Well, if it doesn't make it to the final report, you can always use page 112 of interim 3: lateral DFDR parameters. Ailerons and spoilers staunchly followed the sidesticks, their periods of fluttering like mad were occasionally interrupted by full LWD deflection with not much apparent effect, as expected in stall.
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Old 5th Jul 2012, 07:22
  #1548 (permalink)  
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Clandestino;

I haven't found a "full report" on the Air Caraibe event. I don't think there is one.

Links to the original (French). The English translation has been unavailable for some time. This link takes you to an English version/discussion of the memo. It is close but not exactly the one I was able to retrieve a while back.

Been thinking about this respect the stall warning/ignore the stall warning matter....

The UAS QRH Drill / Checklist (dated Dec 01/08) states,

Technical recommendations:
Respect Stall Warning, and disregard the “RISK OF UNDUE STALL WARNING” STATUS message, if displayed on ECAM.
– To monitor speed, refer to IRS Ground Speed, or GPS Ground Speed variations.

If remaining altitude indication is unreliable:
– Do not use FPV and/or V/S, which are affected.
– ATC altitude is affected. Notify the ATC.
– Refer to GPS altitude: altitude variations may be used to control level flight, and is an altitude cue.
– Refer to Radio Altimeter

The "Risk of Undue Stall Warn" message occurs on the STATUS page of the NAV ADR DISAGREE ECAM Checklist and occurs not on the ECAM page but on the STATUS page as an advisory message after everything else is sorted out. Here's what it says:

____________________________________________________________ __STATUS

– MAX SPEED ..............................330/.82______________|NOP SYS
_______________________________________________|____________ __|RUD TRV LIM
____________________________________________________________ | |CAT 3 DUAL


APPR PROC :
– FOR LDG ........................................ USE FLAP 3
This line is replaced by “FOR LDG : USE FLAP 3” when CONF 3 is
selected, as a reminder.
– LDG DIST PROC ...................................APPLY
Refer to the QRH 2.TOC.
CAT 3 SINGLE ONLY
RISK OF UNDUE STALL WARN
Undue stall warnings may mainly occur, in case of an AOA discrepancy.
RUD WITH CARE ABV 160 KT
The rudder travel limit value is frozen at the moment when the failure occurs.
Therefore, to prevent damage to the aircraft structure, use the rudder with care, when the speed is above 160 knots. At slats' extension, full rudder travel authority is recovered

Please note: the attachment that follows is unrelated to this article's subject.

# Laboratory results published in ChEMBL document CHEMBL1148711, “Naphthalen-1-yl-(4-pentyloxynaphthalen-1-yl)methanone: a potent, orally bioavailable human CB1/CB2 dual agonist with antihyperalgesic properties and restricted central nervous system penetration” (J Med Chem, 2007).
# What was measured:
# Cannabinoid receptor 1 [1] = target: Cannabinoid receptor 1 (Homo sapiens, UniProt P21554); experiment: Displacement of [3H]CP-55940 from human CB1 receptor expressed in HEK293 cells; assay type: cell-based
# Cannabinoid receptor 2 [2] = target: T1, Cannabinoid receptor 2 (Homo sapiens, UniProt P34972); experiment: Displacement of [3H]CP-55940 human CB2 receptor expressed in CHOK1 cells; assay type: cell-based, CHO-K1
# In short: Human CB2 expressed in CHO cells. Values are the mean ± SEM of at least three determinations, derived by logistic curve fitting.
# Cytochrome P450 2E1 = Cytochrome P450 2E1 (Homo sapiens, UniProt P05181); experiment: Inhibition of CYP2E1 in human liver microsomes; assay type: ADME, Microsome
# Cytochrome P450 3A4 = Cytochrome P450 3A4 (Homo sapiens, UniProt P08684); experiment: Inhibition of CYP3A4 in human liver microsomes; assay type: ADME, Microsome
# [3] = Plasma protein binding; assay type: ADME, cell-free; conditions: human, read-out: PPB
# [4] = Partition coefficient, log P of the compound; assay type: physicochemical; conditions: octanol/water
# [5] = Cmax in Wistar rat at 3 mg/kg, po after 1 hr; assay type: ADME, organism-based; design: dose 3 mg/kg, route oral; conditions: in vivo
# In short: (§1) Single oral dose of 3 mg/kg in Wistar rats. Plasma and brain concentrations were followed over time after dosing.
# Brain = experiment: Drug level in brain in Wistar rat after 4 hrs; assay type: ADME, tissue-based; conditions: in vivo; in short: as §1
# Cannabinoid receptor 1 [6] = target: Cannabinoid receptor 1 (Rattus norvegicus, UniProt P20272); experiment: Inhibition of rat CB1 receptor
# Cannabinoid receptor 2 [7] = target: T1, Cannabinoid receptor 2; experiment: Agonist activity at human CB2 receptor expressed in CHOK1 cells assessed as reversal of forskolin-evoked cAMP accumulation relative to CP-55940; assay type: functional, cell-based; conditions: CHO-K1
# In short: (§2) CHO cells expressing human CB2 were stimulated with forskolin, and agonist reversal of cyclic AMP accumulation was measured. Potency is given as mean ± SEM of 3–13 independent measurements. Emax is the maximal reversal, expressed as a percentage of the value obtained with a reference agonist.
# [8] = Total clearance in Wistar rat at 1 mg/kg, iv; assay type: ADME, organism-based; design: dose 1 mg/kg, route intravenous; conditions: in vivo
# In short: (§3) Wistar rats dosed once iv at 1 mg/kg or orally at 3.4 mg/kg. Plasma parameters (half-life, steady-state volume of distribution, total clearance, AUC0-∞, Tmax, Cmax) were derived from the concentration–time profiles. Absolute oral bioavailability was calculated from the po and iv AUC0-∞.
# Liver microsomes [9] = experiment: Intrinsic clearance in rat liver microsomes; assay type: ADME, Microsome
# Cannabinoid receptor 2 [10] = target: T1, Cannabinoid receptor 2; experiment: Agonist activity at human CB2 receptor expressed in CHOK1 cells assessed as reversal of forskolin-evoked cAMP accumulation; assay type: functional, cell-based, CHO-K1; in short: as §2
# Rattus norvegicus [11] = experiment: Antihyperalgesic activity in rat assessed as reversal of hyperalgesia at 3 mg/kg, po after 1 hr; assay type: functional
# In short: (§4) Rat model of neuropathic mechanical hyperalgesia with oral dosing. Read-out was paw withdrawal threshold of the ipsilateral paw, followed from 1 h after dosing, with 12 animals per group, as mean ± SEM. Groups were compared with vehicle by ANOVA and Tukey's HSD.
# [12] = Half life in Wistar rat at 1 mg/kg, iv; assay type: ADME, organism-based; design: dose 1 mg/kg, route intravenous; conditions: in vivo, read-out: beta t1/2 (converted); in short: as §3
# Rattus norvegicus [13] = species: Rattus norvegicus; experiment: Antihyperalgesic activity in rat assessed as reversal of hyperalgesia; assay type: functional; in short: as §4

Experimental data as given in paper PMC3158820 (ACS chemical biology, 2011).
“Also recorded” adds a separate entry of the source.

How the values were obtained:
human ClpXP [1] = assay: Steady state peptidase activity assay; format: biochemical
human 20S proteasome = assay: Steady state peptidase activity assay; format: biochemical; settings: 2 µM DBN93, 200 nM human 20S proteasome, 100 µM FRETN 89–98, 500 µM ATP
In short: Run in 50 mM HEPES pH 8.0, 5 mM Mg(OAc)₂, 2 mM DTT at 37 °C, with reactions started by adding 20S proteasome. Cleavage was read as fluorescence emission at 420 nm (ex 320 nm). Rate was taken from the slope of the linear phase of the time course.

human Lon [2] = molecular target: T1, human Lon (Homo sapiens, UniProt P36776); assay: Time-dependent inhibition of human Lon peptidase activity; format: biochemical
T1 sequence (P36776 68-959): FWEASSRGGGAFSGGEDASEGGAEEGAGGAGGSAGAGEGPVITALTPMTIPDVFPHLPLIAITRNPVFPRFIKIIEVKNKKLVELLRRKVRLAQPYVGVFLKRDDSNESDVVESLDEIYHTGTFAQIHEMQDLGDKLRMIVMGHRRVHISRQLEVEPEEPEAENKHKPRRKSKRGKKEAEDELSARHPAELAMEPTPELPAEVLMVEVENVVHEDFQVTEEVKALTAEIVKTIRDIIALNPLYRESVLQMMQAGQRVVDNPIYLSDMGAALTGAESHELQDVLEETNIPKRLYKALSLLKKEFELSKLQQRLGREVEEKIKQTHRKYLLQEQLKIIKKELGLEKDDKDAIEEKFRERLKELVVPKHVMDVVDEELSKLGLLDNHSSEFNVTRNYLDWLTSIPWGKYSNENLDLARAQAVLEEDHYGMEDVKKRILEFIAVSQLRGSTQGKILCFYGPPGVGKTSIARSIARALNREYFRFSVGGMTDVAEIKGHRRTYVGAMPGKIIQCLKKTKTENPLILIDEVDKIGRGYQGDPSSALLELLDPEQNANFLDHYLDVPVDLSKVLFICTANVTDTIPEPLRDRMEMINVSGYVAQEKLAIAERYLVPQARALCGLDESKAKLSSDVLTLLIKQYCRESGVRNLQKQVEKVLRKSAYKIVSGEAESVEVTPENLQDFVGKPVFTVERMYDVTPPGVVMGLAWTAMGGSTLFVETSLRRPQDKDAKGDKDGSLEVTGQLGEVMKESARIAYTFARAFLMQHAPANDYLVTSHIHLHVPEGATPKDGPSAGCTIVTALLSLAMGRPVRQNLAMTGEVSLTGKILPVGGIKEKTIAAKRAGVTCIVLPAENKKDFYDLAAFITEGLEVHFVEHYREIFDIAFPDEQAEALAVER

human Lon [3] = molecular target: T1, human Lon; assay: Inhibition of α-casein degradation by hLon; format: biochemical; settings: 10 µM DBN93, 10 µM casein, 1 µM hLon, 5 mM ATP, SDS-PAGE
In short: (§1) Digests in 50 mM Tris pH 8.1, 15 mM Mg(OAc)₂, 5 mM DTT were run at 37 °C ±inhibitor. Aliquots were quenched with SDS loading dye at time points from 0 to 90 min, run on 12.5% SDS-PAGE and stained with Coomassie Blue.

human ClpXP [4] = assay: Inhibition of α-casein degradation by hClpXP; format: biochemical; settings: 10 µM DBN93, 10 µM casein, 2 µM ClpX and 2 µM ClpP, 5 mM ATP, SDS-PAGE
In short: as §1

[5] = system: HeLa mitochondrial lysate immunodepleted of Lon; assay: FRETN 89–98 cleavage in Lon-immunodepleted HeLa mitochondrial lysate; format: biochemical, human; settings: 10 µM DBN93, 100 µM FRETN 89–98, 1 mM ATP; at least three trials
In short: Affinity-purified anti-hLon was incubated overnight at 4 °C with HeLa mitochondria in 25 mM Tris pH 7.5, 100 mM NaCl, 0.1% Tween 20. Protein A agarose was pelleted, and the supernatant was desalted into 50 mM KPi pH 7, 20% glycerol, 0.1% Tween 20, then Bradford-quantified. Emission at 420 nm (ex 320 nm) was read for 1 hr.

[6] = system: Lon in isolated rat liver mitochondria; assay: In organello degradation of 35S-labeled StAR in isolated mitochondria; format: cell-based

The two messages shouldn't really be confused because the "Undue...etc" message is not seen on the ECAM until the correct ECAM SOPs have been completed for the NAV ADR ECAM.

The UAS Drill / Checklist and accompanying QRH notes is clear - Respect the stall warning.

The messages aren't contradictory but they can be made to appear so taken out of the operational context as I think the website to which I point, above, has.

That doesn't mean that it is not possible to confuse this! I think it is if one isn't paying attention. They're two different circumstances.

I frankly doubt if they had any training either way regarding whether to "respect the stall warning" or not. At the point they were at in the event that's pretty subtle stuff to be sorting out in the middle of all that was going on particularly the increasing anxiety.

If there were suggestions floating around that they may have picked up through discussion with other crews that "the stall warning could be false" and it "should" be ignored, that's a training, competency and cockpit discipline issue, not an ECAM/QRH issue I think. The message on every UAS drill I have is to respect the stall warning. We'll see what the report says, anyway...

PJ2

Last edited by PJ2; 5th Jul 2012 at 09:01.
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Old 5th Jul 2012, 09:47
  #1549 (permalink)  
 
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respecting stall warnings

PJ2
If there were suggestions floating around that they may have picked up through discussion with other crews that "the stall warning could be false" and it
"should" be ignored, that's a training, competency and cockpit discipline issue, not an ECAM/QRH issue I think. The message on every UAS drill I have
is to respect the stall warning. We'll see what the report says, anyway...


A procedural question from a non-pilot.

I assume that a stall warning requires a prompt response, while an event such as UAS requires a more considered response [and resort to a checklist].

If so, shouldn't the initial response to a stall warning be a memory item? With any caveats about ignoring stall warnings being part of that memory item.

This way there would be no place for confusion about when to ignore stall warnings. In particular, in-depth study of specific checklists in isolation would
not risk confounding the issue. Even when the checklists themselves may be context-specific and/or ambiguously worded.

Regards, Peter
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Old 5th Jul 2012, 09:52
  #1550 (permalink)  
 
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Clandestino

Thank you for your many replies, pointing me, ultimately, to the Cirrus SR20. I expect that may be helpful to the original correspondent ( if I can find him !) More comfortable than the Dart Kitten or the Slingsby Motor Tutor in the winter, too.

LT
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Old 5th Jul 2012, 10:05
  #1551 (permalink)  
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Thread #9 starts here.